After suffering through some lagging stories of late, Hot Sinatra‘s readability was as exciting as ditching a polka band for a live showing with Sinatra, himself.
My normal genre reading wouldn’t lead me into a crime novel about Frank Sinatra’s lost record, but it’s refreshingly easy-to-read style, and endearing characters really impressed me. Hat’s off to Axel Howerton, and his editing team at Evolved Publishing, for producing another book that reminded me why I enjoy reading.
Hot Sinatra starts off with private investigator, Mossimo Cole, visiting an old folks’ home to learn about a stolen, one-of-a-kind Sinatra record. For someone who prefers stories on an epic scale, that shouldn’t have drawn me in as much as it did. The author’s deft subtlety in blending humor with glimpses into Mossimo’s good side, endear us to his imperfect nature, while chuckling at his whit and silly cohorts.
In this opening page, he describes the old folks as “shambling out onto the front lawn like plaid-suited zombies,” but, because of his grandfather’s upbringing, honors him, and them, by taking a second to offer “a lazy wave back and shout, ‘Looks like a nice warm day shaping up there.’ A terrible cliche, but what the hell else did they have to talk about?”
The author’s smooth prose continues to pull you into Mossimo’s experience, and adds more layers onto his smart-mouthed humor as he takes a job from a stubborn old man. Soon after, the action amps up, and we see how Mossimo’s humor gets him into trouble:
I pulled my hands out from behind me, and half-cartwheeled to throw my still-bound knees and the chair they were tied to into his gut. The chair splintered and I was free, but the big Nazi was up fast, dragging me to my feet.
“Truce?” I winked. “I know some nice Jewish girls I could introduce you to.”
He heaved me up to his eye level and growled like a lazy bear at the zoo.
He tossed me like a rag doll over a heap of scrapped wooden chairs and table parts, into the corner of the room. As I struggled to my feet, he lumbered forward, hurling debris left and right like Godzilla clearing a path through downtown Tokyo.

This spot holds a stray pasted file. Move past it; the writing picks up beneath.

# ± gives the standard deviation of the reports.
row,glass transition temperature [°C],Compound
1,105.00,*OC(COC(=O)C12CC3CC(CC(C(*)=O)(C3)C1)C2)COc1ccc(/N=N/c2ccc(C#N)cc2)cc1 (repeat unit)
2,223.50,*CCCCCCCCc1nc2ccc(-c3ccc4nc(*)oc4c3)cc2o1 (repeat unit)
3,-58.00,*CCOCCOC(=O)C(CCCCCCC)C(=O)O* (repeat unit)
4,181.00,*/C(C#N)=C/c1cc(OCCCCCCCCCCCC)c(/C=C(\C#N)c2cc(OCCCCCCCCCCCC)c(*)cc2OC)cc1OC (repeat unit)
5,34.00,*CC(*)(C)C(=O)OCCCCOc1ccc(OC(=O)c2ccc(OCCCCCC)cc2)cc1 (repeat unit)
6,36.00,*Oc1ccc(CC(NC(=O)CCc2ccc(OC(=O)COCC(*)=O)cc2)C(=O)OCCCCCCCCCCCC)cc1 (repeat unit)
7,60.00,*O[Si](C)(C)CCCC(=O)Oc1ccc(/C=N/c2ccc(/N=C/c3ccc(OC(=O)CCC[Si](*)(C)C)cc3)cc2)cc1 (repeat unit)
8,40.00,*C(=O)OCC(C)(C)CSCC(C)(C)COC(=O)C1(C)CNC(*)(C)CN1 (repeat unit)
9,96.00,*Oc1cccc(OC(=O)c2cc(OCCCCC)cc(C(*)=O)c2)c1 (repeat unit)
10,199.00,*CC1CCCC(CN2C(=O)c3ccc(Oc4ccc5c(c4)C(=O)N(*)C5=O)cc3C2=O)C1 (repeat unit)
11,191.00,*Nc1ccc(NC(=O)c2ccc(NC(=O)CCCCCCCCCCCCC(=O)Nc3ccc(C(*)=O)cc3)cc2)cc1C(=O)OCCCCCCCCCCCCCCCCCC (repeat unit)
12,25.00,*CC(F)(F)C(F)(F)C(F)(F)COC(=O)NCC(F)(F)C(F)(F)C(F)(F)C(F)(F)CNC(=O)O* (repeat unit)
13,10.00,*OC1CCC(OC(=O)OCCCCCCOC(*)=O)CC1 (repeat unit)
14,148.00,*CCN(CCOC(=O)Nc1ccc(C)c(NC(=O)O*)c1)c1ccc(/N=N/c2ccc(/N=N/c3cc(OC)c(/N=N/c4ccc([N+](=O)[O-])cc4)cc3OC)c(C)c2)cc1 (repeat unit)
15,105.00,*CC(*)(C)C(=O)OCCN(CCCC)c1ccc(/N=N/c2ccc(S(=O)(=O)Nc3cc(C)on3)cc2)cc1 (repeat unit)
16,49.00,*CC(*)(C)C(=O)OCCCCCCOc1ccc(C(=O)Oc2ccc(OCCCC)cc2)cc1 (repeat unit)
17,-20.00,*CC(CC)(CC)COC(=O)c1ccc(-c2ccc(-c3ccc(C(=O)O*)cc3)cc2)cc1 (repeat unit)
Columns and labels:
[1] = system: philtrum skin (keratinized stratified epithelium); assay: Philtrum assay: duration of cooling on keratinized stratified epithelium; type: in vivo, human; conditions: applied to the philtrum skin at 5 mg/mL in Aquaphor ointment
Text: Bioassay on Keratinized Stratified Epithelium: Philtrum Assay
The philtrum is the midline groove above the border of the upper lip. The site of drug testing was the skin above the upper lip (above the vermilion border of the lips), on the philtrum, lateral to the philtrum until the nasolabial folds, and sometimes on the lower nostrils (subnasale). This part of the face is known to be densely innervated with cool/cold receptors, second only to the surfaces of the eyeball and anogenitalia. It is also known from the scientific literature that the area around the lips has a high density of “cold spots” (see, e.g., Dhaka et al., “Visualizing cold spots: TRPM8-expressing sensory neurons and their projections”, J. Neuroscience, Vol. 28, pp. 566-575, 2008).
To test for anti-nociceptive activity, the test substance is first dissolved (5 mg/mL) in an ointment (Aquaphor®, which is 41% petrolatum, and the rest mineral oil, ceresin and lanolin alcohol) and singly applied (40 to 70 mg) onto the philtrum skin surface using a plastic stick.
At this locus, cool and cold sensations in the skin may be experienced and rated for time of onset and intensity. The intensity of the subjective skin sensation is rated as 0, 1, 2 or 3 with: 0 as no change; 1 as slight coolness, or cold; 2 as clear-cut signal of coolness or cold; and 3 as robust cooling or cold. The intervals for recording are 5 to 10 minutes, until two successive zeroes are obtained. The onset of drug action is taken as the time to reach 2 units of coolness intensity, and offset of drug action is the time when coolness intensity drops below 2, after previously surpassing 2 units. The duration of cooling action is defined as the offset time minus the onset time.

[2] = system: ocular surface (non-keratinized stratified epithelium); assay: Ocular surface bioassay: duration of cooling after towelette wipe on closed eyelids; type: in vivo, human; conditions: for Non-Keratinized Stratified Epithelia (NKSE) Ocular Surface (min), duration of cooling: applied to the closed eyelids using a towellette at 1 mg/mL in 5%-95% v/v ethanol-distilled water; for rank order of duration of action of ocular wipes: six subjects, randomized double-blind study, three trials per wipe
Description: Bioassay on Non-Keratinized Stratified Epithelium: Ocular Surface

The story is vulgar at times with the language and sexual references, but I laughed more than I have at most books, with the worst part of the sexual aspect being dialogue description of hallmark acts of two porn stars you’ll meet later. I could have done without these two elements, but I enjoyed meeting Mossimo Cole, and despite those hangups, really enjoyed the story.
The reason why I enjoyed the story, other than the fact that I enjoyed the author’s style of prose, was because of how he highlighted Mossimo’s character flaws concerning booze, women, and controlling his tongue. He’s a troubled soul who is trying his best, and I enjoyed rooting for him to succeed through his mistakes, cheering when he grew as a person.
Mossimo is a very interesting person, from his way with kids, to his fluency in eight languages and thirty instruments, to a stubbornness of taking on sharks knife-to-teeth, or three different gangs, (whatever the day calls for in his crazy life), and on top of all that, he’s a smooth talking lady-killer. His cavalcade of qualities seemed a little too fantastic at times, but the author supports each of their origins through Moss’s backstory, making you shrug your shoulders and say, “Dude’s just got it going on.” You don’t want a dull main character supporting a series of stories, and I enjoyed how the author set up future books in this story’s conclusion–kind of like my favorite TV show, Castle, with the humor to boot.
Rating: 4 Stars.